Racial Justice

"To simply acknowledge past transgressions is not enough; we must also pledge to not repeat them...talking about race and taking action to respond to racism allows us to prevent history from repeating itself." - Rabbi Philip Sherman, in his Rosh Hashanah Sermon. To watch his sermon in full, please click here.

Click here to read our mission and guiding principles. 

Click here to see a helpful list of questions and answers about the GBIO Criminal Justice Reform campaign.

If you have any questions, please don't hesitate to contact our co-leaders Sheri Kassirer or Ediss Gandelman

Upcoming Events 

Rikers: An American Jail Film & Discussion
Sunday, April 7, 6:30 pm
Temple Beth Elohim, 10 Bethel Rd, Wellesley

The United States is facing a crisis of mass incarceration with more than 2.2 million people packed into its jails and prisons. Rikers: An American Jail is a riveting documentary from Bill Moyers that focuses on former detainees whose searing testimonials describe the deep-seated culture of systemic violence and corruption that has plagued the notorious NYC jail for decades.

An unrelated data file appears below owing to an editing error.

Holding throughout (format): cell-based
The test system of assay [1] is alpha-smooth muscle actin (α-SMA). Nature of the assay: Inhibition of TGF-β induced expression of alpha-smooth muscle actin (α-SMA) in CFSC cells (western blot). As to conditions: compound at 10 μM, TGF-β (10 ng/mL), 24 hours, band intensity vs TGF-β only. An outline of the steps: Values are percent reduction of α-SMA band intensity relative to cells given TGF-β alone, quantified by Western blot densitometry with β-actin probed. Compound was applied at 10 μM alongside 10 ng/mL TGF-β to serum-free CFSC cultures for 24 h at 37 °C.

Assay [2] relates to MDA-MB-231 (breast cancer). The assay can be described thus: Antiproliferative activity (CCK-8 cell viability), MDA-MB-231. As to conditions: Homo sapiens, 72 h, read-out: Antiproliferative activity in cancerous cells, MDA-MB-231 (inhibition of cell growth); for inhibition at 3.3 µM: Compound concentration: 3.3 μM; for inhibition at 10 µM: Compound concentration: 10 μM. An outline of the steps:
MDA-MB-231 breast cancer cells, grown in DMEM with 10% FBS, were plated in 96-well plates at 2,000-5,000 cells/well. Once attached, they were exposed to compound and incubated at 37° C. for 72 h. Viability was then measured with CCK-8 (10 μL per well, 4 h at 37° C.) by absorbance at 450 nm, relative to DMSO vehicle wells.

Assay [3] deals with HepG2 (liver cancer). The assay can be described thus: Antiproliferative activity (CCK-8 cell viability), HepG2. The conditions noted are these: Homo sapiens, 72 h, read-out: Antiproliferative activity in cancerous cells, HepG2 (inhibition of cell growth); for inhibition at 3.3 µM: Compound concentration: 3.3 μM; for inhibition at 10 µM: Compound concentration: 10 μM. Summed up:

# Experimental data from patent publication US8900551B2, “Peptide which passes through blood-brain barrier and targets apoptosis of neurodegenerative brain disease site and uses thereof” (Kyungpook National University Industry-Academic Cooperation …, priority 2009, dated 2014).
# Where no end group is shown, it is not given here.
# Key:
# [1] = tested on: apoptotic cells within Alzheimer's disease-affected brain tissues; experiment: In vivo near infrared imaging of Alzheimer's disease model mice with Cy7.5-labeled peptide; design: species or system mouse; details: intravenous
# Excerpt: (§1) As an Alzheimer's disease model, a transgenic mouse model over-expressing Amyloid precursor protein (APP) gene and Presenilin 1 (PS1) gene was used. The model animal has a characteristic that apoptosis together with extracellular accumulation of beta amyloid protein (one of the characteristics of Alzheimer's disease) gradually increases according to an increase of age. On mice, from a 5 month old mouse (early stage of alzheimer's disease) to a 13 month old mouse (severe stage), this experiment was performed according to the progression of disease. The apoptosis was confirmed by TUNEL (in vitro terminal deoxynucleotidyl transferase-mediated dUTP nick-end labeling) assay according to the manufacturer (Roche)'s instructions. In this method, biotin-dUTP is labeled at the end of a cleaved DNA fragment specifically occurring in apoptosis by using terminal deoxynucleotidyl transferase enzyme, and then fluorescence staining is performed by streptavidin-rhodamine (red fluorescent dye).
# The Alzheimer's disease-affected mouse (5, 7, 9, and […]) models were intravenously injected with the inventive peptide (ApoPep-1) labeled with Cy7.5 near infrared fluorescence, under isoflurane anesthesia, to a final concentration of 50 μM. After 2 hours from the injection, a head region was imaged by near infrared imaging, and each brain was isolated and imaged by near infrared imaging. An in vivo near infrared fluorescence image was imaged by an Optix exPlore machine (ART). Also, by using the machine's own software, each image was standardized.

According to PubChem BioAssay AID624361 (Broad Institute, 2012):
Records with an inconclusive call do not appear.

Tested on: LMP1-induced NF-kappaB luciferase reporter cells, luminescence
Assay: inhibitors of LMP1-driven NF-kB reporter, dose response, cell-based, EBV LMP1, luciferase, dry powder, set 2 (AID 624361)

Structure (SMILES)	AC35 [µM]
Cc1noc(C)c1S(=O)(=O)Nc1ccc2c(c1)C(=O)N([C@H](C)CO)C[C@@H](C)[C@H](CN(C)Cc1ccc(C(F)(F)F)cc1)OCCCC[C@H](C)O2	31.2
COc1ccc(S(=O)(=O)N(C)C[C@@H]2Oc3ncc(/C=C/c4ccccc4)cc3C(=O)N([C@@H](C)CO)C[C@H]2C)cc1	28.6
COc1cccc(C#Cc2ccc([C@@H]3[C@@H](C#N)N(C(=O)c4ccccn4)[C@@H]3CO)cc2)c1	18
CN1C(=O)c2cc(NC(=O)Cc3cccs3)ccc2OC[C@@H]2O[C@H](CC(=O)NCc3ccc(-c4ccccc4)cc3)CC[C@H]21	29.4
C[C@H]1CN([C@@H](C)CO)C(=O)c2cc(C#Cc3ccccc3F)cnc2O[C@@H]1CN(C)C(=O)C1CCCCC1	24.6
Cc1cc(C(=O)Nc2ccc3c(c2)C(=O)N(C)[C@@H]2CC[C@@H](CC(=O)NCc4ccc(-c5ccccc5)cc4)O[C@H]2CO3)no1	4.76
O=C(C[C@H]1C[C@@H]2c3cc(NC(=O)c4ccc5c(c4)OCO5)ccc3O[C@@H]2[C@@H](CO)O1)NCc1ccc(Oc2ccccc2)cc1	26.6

Featured in the documentary is Rev. Hector “Benny” Custodio who will join Suffolk County Sheriff Steven Tompkins, Partakers Executive Director Arthur Bembury and the film's Executive Producer Judy Doctoroff for a panel discussion following the film.

The  film and panel will highlight the crisis of mass incarceration which disproportionately affects people of color, and is an opportunity for the us to practice Tikkun Olam.